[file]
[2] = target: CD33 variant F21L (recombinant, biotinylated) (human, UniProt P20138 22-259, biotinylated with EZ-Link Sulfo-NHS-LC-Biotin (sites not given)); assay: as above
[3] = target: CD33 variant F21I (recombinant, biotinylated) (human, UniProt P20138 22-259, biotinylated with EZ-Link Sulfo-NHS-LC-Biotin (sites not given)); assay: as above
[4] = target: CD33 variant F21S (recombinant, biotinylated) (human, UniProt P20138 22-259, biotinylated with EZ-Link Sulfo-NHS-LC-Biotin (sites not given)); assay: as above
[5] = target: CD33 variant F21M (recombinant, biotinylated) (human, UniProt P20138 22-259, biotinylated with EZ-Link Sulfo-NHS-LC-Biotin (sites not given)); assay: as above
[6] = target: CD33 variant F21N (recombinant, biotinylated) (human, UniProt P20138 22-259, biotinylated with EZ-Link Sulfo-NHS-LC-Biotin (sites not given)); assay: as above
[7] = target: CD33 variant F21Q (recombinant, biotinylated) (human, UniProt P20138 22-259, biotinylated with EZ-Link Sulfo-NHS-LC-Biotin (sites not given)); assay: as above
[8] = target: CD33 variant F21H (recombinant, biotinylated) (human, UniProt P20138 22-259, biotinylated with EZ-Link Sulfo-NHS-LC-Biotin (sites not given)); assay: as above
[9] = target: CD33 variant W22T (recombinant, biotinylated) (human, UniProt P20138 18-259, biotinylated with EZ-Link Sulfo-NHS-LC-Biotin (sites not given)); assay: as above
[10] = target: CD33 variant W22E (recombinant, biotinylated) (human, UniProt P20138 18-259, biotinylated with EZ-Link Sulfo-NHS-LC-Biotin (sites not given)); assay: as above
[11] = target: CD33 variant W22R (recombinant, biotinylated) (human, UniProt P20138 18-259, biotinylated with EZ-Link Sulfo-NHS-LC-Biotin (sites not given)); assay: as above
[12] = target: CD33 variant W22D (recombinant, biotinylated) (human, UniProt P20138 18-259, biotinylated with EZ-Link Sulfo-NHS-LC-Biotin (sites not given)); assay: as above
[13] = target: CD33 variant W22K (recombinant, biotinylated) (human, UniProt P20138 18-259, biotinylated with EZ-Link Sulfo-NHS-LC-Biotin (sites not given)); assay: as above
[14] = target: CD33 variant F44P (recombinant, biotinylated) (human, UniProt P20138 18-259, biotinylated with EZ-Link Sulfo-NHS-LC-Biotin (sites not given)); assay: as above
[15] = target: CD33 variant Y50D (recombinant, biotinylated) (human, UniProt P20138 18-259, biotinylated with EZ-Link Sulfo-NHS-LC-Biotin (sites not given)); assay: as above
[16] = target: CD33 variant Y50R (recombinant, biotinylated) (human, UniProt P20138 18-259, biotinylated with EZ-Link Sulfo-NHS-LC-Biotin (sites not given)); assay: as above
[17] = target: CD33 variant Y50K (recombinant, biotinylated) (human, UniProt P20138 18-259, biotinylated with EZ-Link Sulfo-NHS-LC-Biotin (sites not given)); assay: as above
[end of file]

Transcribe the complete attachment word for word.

[2] = target: CD33 variant F21L (recombinant, biotinylated) (human, UniProt P20138 22-259, biotinylated with EZ-Link Sulfo-NHS-LC-Biotin (sites not given)); assay: as above
[3] = target: CD33 variant F21I (recombinant, biotinylated) (human, UniProt P20138 22-259, biotinylated with EZ-Link Sulfo-NHS-LC-Biotin (sites not given)); assay: as above
[4] = target: CD33 variant F21S (recombinant, biotinylated) (human, UniProt P20138 22-259, biotinylated with EZ-Link Sulfo-NHS-LC-Biotin (sites not given)); assay: as above
[5] = target: CD33 variant F21M (recombinant, biotinylated) (human, UniProt P20138 22-259, biotinylated with EZ-Link Sulfo-NHS-LC-Biotin (sites not given)); assay: as above
[6] = target: CD33 variant F21N (recombinant, biotinylated) (human, UniProt P20138 22-259, biotinylated with EZ-Link Sulfo-NHS-LC-Biotin (sites not given)); assay: as above
[7] = target: CD33 variant F21Q (recombinant, biotinylated) (human, UniProt P20138 22-259, biotinylated with EZ-Link Sulfo-NHS-LC-Biotin (sites not given)); assay: as above
[8] = target: CD33 variant F21H (recombinant, biotinylated) (human, UniProt P20138 22-259, biotinylated with EZ-Link Sulfo-NHS-LC-Biotin (sites not given)); assay: as above
[9] = target: CD33 variant W22T (recombinant, biotinylated) (human, UniProt P20138 18-259, biotinylated with EZ-Link Sulfo-NHS-LC-Biotin (sites not given)); assay: as above
[10] = target: CD33 variant W22E (recombinant, biotinylated) (human, UniProt P20138 18-259, biotinylated with EZ-Link Sulfo-NHS-LC-Biotin (sites not given)); assay: as above
[11] = target: CD33 variant W22R (recombinant, biotinylated) (human, UniProt P20138 18-259, biotinylated with EZ-Link Sulfo-NHS-LC-Biotin (sites not given)); assay: as above
[12] = target: CD33 variant W22D (recombinant, biotinylated) (human, UniProt P20138 18-259, biotinylated with EZ-Link Sulfo-NHS-LC-Biotin (sites not given)); assay: as above
[13] = target: CD33 variant W22K (recombinant, biotinylated) (human, UniProt P20138 18-259, biotinylated with EZ-Link Sulfo-NHS-LC-Biotin (sites not given)); assay: as above
[14] = target: CD33 variant F44P (recombinant, biotinylated) (human, UniProt P20138 18-259, biotinylated with EZ-Link Sulfo-NHS-LC-Biotin (sites not given)); assay: as above
[15] = target: CD33 variant Y50D (recombinant, biotinylated) (human, UniProt P20138 18-259, biotinylated with EZ-Link Sulfo-NHS-LC-Biotin (sites not given)); assay: as above
[16] = target: CD33 variant Y50R (recombinant, biotinylated) (human, UniProt P20138 18-259, biotinylated with EZ-Link Sulfo-NHS-LC-Biotin (sites not given)); assay: as above
[17] = target: CD33 variant Y50K (recombinant, biotinylated) (human, UniProt P20138 18-259, biotinylated with EZ-Link Sulfo-NHS-LC-Biotin (sites not given)); assay: as above